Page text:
June 12, 2005
June 12, 2005
June 15, 2005
10.415.1 - 10.415.11
The Design of a Four-Year ASCE BOK Compliant Program Tract
Michael Robinson, P.E., Kevin Sutterer, P.E. Department of Civil Engineering Rose-Hulman Institute of Technology
The American Society of Civil Engineers (ASCE) Task Committee on Academic Prerequisites for Professional Practice (TCAP3) developed a body of knowledge (BOK) that defines the knowledge, skills and attitudes (termed outcomes in the BOK) and their associated level of competency considered necessary to practice as a licensed professional civil engineer. The BOK is to be achieved through both formal education and work experience with formal education occurring both at the baccalaureate and post-baccalaureate level. However, the BOK does not explicitly divide formal education into baccalaureate and post-baccalaureate levels. Therefore, each civil engineering program will determine what part of formal education can be achieved in their baccalaureate program and what part should be met in a post- baccalaureate program. Based on an earlier analysis of the civil engineering program at Rose-Hulman Institute of Technology we have concluded that outcome 12 of the BOK, an ability to apply knowledge in a specialized area related to civil engineering, was not attainable within our current four-year baccalaureate program. In addition, we concluded that modification of the curriculum to meet the complete formal education component was not in the best interest of either the department or our students. Therefore, outcome 12 would need to be attained in a post-baccalaureate program.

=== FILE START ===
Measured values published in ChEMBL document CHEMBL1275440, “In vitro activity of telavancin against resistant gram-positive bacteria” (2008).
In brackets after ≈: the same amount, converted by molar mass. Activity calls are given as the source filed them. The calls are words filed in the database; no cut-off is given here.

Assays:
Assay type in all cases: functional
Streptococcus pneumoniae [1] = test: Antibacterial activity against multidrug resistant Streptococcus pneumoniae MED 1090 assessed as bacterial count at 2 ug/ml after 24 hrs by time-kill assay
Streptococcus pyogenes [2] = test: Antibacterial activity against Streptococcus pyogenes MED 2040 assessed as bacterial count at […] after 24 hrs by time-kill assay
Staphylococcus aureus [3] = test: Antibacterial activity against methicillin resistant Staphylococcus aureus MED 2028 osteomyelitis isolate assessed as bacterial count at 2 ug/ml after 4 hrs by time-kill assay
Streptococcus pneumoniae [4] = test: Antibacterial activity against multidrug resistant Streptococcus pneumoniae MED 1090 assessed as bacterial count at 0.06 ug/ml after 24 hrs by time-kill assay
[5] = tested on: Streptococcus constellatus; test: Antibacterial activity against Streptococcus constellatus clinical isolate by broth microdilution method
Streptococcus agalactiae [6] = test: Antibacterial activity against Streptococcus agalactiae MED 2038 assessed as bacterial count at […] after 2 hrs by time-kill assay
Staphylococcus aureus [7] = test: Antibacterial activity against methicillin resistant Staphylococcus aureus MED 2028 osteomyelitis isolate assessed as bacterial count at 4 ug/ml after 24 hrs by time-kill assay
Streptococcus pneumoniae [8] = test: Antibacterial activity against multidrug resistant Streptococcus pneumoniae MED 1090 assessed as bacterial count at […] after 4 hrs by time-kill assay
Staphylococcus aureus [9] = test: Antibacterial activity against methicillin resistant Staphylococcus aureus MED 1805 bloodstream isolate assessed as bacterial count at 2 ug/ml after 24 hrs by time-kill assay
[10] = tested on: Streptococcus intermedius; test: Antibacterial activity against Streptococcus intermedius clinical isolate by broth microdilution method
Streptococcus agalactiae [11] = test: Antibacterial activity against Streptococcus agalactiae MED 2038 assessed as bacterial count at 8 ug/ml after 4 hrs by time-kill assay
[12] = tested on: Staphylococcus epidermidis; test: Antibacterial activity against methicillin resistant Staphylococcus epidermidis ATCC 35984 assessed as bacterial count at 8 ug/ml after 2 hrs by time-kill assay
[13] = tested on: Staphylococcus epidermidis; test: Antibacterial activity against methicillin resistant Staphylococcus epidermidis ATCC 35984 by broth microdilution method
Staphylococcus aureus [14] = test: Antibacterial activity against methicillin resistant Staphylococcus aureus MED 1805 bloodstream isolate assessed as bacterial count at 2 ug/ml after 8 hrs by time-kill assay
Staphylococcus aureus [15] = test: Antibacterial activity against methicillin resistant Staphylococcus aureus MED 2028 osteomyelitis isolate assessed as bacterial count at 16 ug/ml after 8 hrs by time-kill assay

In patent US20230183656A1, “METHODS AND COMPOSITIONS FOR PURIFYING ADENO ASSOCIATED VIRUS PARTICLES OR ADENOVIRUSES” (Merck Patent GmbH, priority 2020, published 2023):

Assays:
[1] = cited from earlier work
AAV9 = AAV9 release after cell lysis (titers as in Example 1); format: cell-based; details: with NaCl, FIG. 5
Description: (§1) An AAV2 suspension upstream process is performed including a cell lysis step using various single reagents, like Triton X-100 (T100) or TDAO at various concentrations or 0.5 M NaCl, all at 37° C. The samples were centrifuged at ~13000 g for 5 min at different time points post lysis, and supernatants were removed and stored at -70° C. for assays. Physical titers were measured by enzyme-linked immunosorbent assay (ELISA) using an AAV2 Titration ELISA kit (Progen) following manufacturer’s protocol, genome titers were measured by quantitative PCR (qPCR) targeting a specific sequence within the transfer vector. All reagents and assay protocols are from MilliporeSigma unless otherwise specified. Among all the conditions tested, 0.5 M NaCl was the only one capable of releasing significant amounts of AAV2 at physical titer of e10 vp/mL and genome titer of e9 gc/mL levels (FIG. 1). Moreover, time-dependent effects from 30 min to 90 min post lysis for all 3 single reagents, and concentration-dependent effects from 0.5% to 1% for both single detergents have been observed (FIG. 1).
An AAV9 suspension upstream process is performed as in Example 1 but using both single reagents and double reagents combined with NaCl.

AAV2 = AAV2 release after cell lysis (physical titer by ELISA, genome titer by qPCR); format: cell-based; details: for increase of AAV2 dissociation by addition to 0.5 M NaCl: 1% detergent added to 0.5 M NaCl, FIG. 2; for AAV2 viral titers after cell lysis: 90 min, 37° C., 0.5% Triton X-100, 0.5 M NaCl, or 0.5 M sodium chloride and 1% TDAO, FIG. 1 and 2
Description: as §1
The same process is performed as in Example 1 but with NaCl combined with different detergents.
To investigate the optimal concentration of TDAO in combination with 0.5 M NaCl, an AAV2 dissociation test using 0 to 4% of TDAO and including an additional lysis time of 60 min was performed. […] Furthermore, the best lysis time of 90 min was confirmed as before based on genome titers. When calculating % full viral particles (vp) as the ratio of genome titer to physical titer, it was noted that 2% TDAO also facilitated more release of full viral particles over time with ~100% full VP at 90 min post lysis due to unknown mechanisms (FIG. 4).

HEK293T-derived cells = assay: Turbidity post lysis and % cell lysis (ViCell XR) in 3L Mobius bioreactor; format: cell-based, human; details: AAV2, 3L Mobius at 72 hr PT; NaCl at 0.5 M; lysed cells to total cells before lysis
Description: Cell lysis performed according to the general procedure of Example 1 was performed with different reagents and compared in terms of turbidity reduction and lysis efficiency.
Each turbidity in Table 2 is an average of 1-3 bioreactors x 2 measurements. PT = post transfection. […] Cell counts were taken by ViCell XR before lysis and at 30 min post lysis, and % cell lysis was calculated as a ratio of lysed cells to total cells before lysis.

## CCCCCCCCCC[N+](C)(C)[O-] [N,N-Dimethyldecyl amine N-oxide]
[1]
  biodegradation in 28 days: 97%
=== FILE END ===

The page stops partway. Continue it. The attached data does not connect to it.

Many students enter their first-year at Rose-Hulman Institute of Technology with credit hours earned through advanced placement, college transfer credit, or Rose-Hulman’s summer Fast- Track Calculus program. In addition, students are encouraged by faculty to take a humanities course during summer breaks to earn transfer credit. These credit hours are termed “off- curriculum” in that they are earned outside our curriculum. Students with off-curriculum credit hours frequently earn non-engineering related minors, reduce their course-load, or take courses of interest not related to an academic degree program. Many civil engineering students graduate with credit hours in excess of the current requirement of 194 quarter hours. For example, for the three civil engineering classes graduating between 2001 and 2003 the median number of credit hours at graduation was 200 with five students graduating with 230 or more credit hours. We expect to see both the number of students earning off-curriculum hours and the number of off- curriculum credit hours earned to increase.
“Proceedings of the 2005 American Society for Engineering Education Annual Conference & Exposition Copyright © 2005, American Society for Engineering Education
Robinson, M., & Sutterer, K. (2005, June), Designing A Four Year Asce Bok Compliant Program Tract Paper presented at 2005 Annual Conference, Portland, Oregon. 10.18260/1-2--14608
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